Testing the water
The cloudy, amber liquid in a clear, plastic bottle looked more like urine than potable water, but it was drawn from a private well used by somebody’s family for bathing and drinking.
The well, situated in an undisclosed location, is just one of the thousands of water sources in 18 counties routinely tested by the Mesa County Health Department Regional Lab, health officials said last week.
Water may come from as far away as Utah to be tested at the Mesa County lab, officials said.
The cloudy liquid on display Wednesday tested positive for coliform, a bacteria more likely to show up in excess amounts in private wells than in public water sources, said Michelle Colon, who manages the water testing program.
The chemical agent used to test the water is what turned it cloudy and yellow, indicating the presence of coliform, Colon said.
As summer nears and outdoor pools and beaches open for the season, Recreational Water Illness and Injury Prevention Week reminds swimmers and pool and spa operators to make sure the water in which they and their guests bathe is healthy and safe, health officials said.
National Drinking Water Week, which wrapped up May 10, was another reason the county decided to advertise its water-testing services, officials said.
The county will test any water source, public or private, for a broad range of illness-causing germs at a reasonable charge of $35 or less depending on the type of test, Colon said.
Coliform is one of four categories of pathogens for which the lab will test. Together, these pathogens can be the source of a variety of serious ailments, including diarrhea, and infections of the skin, ears, lungs, eyes, and nervous system, Colon said.
In addition to coliform, the lab tests water for the presence of E. coli, heterotrophic plates and pseudomonas, she said.
E. coli bacteria normally lives in the lower intestines of healthy people and animals. Ingestion of pathogenic strains of E. coli cause disease, health officials said.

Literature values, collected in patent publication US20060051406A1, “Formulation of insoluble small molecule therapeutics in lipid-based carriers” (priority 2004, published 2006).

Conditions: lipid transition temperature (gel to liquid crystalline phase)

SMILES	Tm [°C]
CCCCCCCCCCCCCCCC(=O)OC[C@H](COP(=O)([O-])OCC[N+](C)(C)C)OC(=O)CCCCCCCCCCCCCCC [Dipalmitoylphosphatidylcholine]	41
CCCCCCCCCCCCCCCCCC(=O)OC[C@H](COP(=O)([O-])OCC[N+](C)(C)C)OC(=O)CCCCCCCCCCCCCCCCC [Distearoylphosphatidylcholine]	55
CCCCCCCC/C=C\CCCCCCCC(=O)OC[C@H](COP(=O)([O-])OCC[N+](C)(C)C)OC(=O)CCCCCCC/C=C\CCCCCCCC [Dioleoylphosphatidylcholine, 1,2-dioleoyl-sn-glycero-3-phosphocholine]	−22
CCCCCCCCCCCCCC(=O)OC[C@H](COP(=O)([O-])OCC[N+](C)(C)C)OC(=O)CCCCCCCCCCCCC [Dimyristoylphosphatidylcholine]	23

The county routinely tests public bathing areas like Island Acres State Park, where E. coli can rise to dangerous levels due to heavy use, though this is a rare occurrence at the park, Colon said.
Heterotrophic plates include certain types of bacteria, yeasts and molds which can be detrimental to human health, according to public health records.
Pseudomonas bacteria can be found naturally in the ground and within drinking water sources such as aquifers, the records said.
Conventional drinking water treatment systems can remove or inactivate pseudomonas bacteria, but they may continue to multiply and can cause negative health effects in humans under certain conditions, according to the records.
The Mesa County lab analyzed more than 4,000 water samples last year, but does not track the percentage of samples that contain pathogens in excess of healthy limits, Colon said.
Samples from public sources rarely contain pathogens in excess of the limit, but sometimes do test positive, as was the case in Fruita and Clifton in recent years, she said.
In the case of private wells, the source of contaminants often turns out to be a dead animal that has fallen into a cistern, Colon said.
The lab does not currently have the capability to test for minerals like arsenic or for radioactivity, she said.
Whether public or private, whenever a water sample tests positive for infection, the person or entity in control of the water source is immediately notified that maintenance is required, Colon said.
Water sample drop-off hours are Monday through Thursday from 8 a.m. to 4:30 p.m. at the lab, which is situated on the south side of the first floor of the Health and Human Services Building, 510 29 1/2 Road.
Water testing for coliforms other than E. coli is $20. The test for E. coli is $22. The full schedule of fees, including instructions on how to collect and submit a water sample, are available at health.mesacounty.us/lab.